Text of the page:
I'm trying to define a new line style in feynmf which should represent gluons in colour flow notation. Each line should consist of two parallel fermion lines, each of which has an arrow. The arrows should point in opposite directions. It should look like the middle line in this diagram: http://inspirehep.net/record/782277/files/W-exchange-cond-double2.png

feynmf has a double line style, however it has one big arrow instead of two arrows showing in opposite direction. Creating custom styles is in principle supported, a description of how to do so is given in chapter 2.8.1 (page 36) of http://mirrors.ctan.org/macros/latex/contrib/feynmf/fmfman.pdf

I looked into the code of feynmf to find how the standard styles are defined. Here are some code snippets which might prove useful:

style_def plain expr p = % single line without arrow
  cdraw p;
style_def plain_arrow expr p = % single line with arrow
  cdraw p;
  cfill (arrow p);
style_def dbl_plain expr p = % double line without arrow
  draw_double p;
style_def dbl_plain_arrow expr p = % double line with one big arrow
  draw_double_arrow p;

These definitions are quite simple and I'm able to understand them. However, they use some commands which are defined like this:

% |draw_double p| draws a double line.
%    \begin{macrocode}
style_def double expr p =
  save oldpen;
  pen oldpen;
  oldpen := currentpen;
%    \end{macrocode}
% draw a thick linn
%    \begin{macrocode}
  pickup oldpen scaled 3;
  ccutdraw p;
%    \end{macrocode}
% and remove the stuffing
%    \begin{macrocode}
  pickup oldpen;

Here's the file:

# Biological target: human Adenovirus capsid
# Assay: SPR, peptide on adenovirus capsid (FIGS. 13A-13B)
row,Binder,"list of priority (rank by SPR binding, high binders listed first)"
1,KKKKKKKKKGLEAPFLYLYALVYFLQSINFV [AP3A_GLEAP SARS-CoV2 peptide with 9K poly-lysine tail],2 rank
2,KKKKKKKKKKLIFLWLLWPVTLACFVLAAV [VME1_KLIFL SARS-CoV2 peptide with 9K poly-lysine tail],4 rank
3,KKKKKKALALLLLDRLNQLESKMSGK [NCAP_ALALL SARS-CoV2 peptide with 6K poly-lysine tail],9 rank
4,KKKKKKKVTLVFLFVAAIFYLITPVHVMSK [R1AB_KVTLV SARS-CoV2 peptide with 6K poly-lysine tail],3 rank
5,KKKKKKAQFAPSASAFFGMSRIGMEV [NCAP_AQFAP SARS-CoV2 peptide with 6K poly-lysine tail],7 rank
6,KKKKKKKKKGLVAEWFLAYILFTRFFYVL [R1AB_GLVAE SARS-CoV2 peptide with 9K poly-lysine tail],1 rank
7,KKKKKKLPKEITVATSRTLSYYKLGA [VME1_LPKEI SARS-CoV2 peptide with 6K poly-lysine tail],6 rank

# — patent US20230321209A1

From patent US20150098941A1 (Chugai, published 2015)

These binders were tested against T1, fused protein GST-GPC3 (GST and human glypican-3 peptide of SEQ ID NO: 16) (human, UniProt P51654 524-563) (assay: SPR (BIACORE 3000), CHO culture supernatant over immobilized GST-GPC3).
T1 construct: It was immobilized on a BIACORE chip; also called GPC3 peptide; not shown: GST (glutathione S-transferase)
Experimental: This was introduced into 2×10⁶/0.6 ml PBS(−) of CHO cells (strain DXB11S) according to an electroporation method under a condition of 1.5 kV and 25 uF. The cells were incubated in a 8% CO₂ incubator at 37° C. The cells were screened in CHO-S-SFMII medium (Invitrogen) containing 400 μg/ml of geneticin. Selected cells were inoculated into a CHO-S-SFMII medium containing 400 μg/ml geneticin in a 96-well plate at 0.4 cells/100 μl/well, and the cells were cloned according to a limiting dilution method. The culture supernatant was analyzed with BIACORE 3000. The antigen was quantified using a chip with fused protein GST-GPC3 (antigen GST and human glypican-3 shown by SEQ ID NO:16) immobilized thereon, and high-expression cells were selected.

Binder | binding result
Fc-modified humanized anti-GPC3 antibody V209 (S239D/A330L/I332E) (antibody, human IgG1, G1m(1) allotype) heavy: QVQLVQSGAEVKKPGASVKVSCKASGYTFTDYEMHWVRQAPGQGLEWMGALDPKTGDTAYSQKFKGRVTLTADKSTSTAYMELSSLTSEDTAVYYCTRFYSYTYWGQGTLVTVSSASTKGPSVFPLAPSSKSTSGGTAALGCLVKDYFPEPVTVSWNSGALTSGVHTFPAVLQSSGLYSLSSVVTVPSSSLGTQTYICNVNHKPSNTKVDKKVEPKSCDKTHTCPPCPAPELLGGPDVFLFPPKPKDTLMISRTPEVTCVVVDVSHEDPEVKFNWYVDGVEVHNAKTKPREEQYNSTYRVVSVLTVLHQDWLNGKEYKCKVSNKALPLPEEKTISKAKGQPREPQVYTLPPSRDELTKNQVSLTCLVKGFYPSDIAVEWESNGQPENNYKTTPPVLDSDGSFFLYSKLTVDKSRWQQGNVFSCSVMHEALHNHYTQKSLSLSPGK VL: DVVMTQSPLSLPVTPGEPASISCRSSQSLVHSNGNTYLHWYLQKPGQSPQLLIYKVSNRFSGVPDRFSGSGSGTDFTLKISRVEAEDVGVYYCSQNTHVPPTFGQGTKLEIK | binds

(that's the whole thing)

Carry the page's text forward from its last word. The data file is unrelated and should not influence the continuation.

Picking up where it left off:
cullit; undraw p; cullit;
style_def double_arrow expr p =
  draw_double p;
  shrink (1.5);
    cfill (arrow p);
%    \end{macrocode}

and this piece of code I unfortunately cannot understand any more. (Both code snippets are copied from http://mirrors.ctan.org/macros/latex/contrib/feynmf/feynmf.dtx, comments in the first snippet by me).

I would really appreciate some help in defining the "double line with opposite arrow" style!

Thanks in advance, Photon


Feynmf and feynmp don't actually draw double lines. What they actually draw is a single wide line with a white line on top to provide the gap between the two lines.

This causes problems for drawing two separate parallel lines as there aren't two lines to modify. It also means that the lines are always very close to each other. For this I would recommend generating a framework, calculating shifted points and then connecting these shifted points.

I have included code below that does this. It first generates a framework to build on (shown in dots but would be drawn with phantom in the real diagram and not actually needed here as both points are external vertices). I then use the commands \fmfvoffset{distance}{point}{towards_point} and \fmfvoffsetangle{distance}{angle}{point}{towards_point} which declare a new point which is offset from the vertex point by a distance of distance in the direction of towards_point or at and angle of angle from the direction towards towards_point respectively. The names of these new points are then accessed using \fmfoffsetpoint{point}{towards_point} or \fmfoffsetpoint{point}{towards_point[angle]} respectively. The inside pointers are offset by a distance of 7.1 at 45 degrees as this is equivelent to 5 units down and then 5 units to the side.

Hope this helps!

\newcommand{\fmfvoffsetangle}[4]{\fmfforce{vloc(__#3)+#1*unitvector(vloc(__#4)-vloc(__#3)) rotated #2}{#3.__#4[#2]}}

Output is: enter image description here

  • Thanks a lot for the detailed reply! Unfortunately I already submitted my maser's thesis almost a year ago and ended up using JaxoDraw for the diagrams. But maybe this answer will still be useful for future users with a similar problem! – Photon Mar 18 '17 at 21:41

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